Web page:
A former owner of a Los Angeles-area medical equipment supply company pleaded guilty today to a $2.6 million Medicare fraud scheme.
Acting Assistant Attorney General Mythili Raman of the Justice Department’s Criminal Division; U.S. Attorney André Birotte Jr. of the Central District of California; Special Agent in Charge Glenn R. Ferry of the Los Angeles Region of the U.S. Department of Health and Human Services Office of Inspector General (HHS-OIG); and Assistant Director in Charge Bill L. Lewis of the FBI’s Los Angeles Field Office made the announcement.
Akinola Afolabi, 54, of Long Beach, Calif., pleaded guilty before U.S. District Judge Philip S. Gutierrez in the Central District of California to one count of health care fraud.
According to court documents, Afolabi was the owner and president of Emmanuel Medical Supply, a durable medical equipment (DME) supply company located in Long Beach. Afolabi admitted that from approximately June 2006 through September 2009, he engaged in a scheme to commit health care fraud through the operation of Emmanuel by providing medically unnecessary power wheelchairs and other DME to Medicare beneficiaries and by submitting false and fraudulent claims to Medicare. Afolabi admitted that he obtained Medicare beneficiary information through various means, including “marketers,” whom he paid to refer Medicare beneficiaries to Emmanuel for the purpose of using that information to submit, and cause the submission of, false and fraudulent claims to Medicare on behalf of Emmanuel. Afolabi admitted knowing that the prescriptions and medical documents were fraudulent and that some of the beneficiaries did not receive the DME, yet he certified to Medicare with the submission of each claim that the DME was received and was medically necessary.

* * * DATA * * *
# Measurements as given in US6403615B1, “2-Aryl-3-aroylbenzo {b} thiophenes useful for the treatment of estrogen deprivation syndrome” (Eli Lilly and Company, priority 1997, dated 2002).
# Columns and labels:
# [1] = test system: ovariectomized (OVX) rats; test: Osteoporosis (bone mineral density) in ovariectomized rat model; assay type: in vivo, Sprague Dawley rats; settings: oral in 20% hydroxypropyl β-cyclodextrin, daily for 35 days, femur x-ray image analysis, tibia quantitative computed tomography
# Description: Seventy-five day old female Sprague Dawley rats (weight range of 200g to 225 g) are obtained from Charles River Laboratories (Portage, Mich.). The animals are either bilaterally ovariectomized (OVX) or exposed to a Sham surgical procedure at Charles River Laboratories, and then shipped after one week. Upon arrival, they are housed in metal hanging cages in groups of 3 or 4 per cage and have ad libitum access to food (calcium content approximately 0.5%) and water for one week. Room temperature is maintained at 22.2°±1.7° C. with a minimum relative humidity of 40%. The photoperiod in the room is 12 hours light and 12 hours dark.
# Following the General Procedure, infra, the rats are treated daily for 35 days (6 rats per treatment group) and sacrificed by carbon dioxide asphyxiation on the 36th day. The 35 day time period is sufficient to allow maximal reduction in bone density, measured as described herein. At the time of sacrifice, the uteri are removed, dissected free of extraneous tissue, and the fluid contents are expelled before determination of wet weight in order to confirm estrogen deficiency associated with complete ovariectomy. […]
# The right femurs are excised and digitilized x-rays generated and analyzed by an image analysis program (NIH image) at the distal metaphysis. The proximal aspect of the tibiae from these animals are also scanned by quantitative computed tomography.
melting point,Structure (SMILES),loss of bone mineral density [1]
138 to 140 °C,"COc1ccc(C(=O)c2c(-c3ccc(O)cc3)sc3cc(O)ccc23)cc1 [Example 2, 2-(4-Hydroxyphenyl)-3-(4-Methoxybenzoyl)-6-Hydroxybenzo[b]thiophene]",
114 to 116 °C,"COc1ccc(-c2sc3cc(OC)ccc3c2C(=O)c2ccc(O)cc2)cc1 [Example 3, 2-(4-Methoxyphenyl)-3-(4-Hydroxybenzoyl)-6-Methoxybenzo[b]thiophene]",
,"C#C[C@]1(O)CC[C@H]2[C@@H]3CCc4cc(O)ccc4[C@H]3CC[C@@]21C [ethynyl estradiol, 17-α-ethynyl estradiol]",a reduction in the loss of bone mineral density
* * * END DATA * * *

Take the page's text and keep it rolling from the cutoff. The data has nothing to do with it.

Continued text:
From approximately June 7, 2006, through Sept. 28, 2009, Afolabi, through Emmanuel, submitted approximately $2,668,384 in fraudulent claims to Medicare for power wheelchairs and related services, and Medicare paid Emmanuel approximately $1,490,532 on those claims.
At sentencing, scheduled for Nov. 25, 2013, Afolabi faces a maximum penalty of 10 years in prison and a $250,000 fine.
This case was investigated by the FBI and HHS-OIG and was brought as part of the Medicare Fraud Strike Force, under supervision of the Criminal Division’s Fraud Section and the U.S. Attorney’s Office for the Central District of California. This case is being prosecuted by Trial Attorney Fred Medick of the Criminal Division’s Fraud Section.
Since its inception in March 2007, the Medicare Fraud Strike Force, now operating in nine cities across the country, has charged more than 1,500 defendants who have collectively billed the Medicare program for more than $5 billion. In addition, HHS’s Centers for Medicare & Medicaid Services, working in conjunction with HHS-OIG, is taking steps to increase accountability and decrease the presence of fraudulent providers.
To learn more about the Health Care Fraud Prevention and Enforcement Action Team (HEAT), go to www.stopmedicarefraud.gov.